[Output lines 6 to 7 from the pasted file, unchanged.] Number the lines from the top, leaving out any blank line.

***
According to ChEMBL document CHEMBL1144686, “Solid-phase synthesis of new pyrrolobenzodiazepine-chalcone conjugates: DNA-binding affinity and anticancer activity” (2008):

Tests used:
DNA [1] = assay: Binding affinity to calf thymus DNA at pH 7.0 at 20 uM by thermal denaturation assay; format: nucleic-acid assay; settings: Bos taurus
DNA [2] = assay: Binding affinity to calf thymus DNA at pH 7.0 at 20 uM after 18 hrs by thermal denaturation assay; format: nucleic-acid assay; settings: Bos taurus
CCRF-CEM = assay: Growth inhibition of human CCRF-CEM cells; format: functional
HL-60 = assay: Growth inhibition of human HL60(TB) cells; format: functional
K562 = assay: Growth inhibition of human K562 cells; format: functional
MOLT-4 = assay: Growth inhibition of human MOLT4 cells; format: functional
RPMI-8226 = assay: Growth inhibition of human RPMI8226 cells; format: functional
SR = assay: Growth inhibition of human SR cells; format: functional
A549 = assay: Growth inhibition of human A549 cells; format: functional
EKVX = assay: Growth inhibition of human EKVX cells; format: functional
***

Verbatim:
HL-60 = assay: Growth inhibition of human HL60(TB) cells; format: functional
K562 = assay: Growth inhibition of human K562 cells; format: functional